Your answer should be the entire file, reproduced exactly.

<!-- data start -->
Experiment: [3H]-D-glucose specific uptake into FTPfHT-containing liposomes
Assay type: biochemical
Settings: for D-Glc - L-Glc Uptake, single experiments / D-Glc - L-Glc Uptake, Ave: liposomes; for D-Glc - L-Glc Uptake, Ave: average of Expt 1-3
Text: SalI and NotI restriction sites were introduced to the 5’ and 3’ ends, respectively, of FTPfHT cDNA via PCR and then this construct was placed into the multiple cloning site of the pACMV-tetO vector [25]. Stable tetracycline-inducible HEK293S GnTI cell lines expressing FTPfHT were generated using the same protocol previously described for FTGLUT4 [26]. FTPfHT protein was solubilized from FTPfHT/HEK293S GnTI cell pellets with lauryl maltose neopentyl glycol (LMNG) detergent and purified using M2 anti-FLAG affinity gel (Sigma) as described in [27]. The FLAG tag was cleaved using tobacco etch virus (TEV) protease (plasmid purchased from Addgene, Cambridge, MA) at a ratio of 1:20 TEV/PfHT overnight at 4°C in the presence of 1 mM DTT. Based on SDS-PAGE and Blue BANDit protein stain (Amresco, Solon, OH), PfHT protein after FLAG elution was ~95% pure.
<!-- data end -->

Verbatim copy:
Experiment: [3H]-D-glucose specific uptake into FTPfHT-containing liposomes
Assay type: biochemical
Settings: for D-Glc - L-Glc Uptake, single experiments / D-Glc - L-Glc Uptake, Ave: liposomes; for D-Glc - L-Glc Uptake, Ave: average of Expt 1-3
Text: SalI and NotI restriction sites were introduced to the 5’ and 3’ ends, respectively, of FTPfHT cDNA via PCR and then this construct was placed into the multiple cloning site of the pACMV-tetO vector [25]. Stable tetracycline-inducible HEK293S GnTI cell lines expressing FTPfHT were generated using the same protocol previously described for FTGLUT4 [26]. FTPfHT protein was solubilized from FTPfHT/HEK293S GnTI cell pellets with lauryl maltose neopentyl glycol (LMNG) detergent and purified using M2 anti-FLAG affinity gel (Sigma) as described in [27]. The FLAG tag was cleaved using tobacco etch virus (TEV) protease (plasmid purchased from Addgene, Cambridge, MA) at a ratio of 1:20 TEV/PfHT overnight at 4°C in the presence of 1 mM DTT. Based on SDS-PAGE and Blue BANDit protein stain (Amresco, Solon, OH), PfHT protein after FLAG elution was ~95% pure.